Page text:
B.C. driver thought he retrieved a dead bald eagle – until it came to life in his backseat

The driver believed the bird to be dead and not unconscious as it turned out to be

Chastity Davis-Alphonse took the time to vote on Oct. 21. B.C’s general Election Day is Saturday, Oct. 24. (Chastity Davis-Alphonse Facebook photo)
B.C. reconciliation advocate encourages Indigenous women to vote in provincial election

Through the power of voice and education Chastity Davis-Alphonse is hopeful for change

Join Black Press Media and Do Some Good

Pay it Forward program supports local businesses in their community giving

White Rock RCMP Staff Sgt. Kale Pauls has released a report on mental health and policing in the city. (File photos)
White Rock’s top cop wants to bill local health authority for lengthy mental-health calls

‘Suggestion’ included in nine-page review calling for ‘robust’ support for healthcare-led response

A Le Chateau retail store is shown in Montreal on Wednesday July 13, 2016. Le Chateau Inc. says it is seeking court protection from creditors under the Companies’ Creditors Arrangement Act to allow it to liquidate its assets and wind down its operations.THE CANADIAN PRESS/Ryan Remiorz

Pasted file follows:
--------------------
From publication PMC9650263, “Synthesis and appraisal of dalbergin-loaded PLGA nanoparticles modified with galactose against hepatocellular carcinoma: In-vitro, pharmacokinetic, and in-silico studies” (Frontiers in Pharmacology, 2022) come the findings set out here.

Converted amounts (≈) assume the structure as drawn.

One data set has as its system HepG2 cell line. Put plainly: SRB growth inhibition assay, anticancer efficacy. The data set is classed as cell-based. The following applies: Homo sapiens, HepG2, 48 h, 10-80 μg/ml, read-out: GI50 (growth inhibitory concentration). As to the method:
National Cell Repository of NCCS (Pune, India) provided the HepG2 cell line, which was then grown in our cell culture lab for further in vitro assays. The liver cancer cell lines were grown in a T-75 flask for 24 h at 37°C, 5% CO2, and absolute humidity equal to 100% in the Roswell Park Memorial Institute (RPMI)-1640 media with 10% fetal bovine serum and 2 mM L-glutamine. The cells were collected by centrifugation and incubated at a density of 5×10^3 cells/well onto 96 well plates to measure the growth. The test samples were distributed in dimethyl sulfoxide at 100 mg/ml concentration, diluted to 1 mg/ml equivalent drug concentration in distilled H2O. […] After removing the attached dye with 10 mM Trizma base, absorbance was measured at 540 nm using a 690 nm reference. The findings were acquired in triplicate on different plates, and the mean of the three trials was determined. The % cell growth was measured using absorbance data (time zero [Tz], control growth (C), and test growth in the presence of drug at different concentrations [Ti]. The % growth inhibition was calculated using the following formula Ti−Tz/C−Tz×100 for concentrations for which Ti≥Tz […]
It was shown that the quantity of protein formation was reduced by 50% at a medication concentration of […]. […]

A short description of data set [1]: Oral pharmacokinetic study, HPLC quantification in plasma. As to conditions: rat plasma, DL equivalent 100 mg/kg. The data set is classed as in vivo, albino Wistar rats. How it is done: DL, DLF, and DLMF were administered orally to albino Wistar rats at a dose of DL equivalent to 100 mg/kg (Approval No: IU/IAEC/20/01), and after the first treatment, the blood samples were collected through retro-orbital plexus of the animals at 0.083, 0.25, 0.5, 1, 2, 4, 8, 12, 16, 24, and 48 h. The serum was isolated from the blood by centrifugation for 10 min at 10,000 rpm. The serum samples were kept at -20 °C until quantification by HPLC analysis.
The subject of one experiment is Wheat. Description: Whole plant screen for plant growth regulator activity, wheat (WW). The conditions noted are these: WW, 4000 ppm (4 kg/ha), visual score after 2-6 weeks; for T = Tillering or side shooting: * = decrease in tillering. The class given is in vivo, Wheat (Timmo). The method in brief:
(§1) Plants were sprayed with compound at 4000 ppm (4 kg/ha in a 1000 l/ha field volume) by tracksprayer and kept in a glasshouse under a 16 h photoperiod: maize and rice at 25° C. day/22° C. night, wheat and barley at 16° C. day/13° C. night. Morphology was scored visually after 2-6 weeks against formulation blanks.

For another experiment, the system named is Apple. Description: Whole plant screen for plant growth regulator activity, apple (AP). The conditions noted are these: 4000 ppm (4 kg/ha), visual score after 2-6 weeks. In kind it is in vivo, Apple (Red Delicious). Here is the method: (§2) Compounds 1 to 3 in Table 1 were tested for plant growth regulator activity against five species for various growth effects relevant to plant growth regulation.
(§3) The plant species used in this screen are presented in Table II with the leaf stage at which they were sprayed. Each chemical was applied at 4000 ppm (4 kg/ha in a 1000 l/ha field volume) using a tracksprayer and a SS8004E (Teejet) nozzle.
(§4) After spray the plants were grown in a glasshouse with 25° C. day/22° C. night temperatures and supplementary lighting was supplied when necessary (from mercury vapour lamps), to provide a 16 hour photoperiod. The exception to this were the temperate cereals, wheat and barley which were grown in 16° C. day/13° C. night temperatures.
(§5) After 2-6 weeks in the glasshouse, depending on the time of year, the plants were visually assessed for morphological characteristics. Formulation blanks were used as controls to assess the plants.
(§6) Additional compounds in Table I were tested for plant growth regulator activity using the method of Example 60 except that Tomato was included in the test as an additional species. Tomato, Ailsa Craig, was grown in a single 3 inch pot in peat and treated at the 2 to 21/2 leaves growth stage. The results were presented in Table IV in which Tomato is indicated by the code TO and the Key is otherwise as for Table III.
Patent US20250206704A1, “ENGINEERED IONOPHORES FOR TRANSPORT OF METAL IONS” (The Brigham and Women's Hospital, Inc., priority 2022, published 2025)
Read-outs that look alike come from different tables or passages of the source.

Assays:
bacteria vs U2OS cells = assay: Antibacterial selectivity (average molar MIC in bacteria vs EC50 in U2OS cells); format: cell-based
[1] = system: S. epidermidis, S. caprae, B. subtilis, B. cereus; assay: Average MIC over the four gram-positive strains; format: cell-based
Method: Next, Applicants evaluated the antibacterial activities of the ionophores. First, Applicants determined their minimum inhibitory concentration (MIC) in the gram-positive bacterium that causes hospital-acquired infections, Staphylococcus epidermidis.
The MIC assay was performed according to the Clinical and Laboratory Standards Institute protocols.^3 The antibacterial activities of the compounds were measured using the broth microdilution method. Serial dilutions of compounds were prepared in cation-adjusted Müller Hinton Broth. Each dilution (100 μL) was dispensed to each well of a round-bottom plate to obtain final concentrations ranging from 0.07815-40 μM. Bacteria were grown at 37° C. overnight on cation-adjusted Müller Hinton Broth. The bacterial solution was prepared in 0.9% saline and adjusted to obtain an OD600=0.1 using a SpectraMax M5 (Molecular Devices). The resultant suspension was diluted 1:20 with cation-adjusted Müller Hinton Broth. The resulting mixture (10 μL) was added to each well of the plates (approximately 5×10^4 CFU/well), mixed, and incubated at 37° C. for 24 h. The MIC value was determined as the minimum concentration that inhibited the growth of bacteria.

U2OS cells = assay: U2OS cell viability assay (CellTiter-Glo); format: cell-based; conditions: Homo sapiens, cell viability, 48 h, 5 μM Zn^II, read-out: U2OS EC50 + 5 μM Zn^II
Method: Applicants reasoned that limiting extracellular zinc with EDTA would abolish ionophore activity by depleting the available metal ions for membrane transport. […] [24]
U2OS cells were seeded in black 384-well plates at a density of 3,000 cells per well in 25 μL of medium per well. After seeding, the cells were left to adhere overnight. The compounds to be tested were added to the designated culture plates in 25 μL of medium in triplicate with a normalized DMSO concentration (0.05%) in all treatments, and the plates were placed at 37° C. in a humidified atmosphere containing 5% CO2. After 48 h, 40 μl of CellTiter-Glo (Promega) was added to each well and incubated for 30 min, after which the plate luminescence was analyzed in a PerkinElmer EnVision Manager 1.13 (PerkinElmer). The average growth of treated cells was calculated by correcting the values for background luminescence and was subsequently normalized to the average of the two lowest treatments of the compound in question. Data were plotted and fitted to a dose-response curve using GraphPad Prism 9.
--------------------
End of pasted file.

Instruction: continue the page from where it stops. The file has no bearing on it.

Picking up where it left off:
Clothing retailer Le Chateau plans to close its doors, files for CCAA protection

Le Chateau said it intends to remain fully operational as it liquidates its 123 stores

RCMP stock photo (Black Press)
Charges laid against Prince George man, 39, in drug trafficking probe

Tyler Aaron Gelowitz is scheduled to appear in court Nov. 18

Green party Leader Sonia Furstenau arrives to announce her party’s election platform in New Westminster, B.C., on October 14, 2020. THE CANADIAN PRESS/Jonathan Hayward
B.C. Green party says it’s raised nearly $835,000 in 38 days

NDP Leader John Horgan is holding his final virtual campaign event

Most Read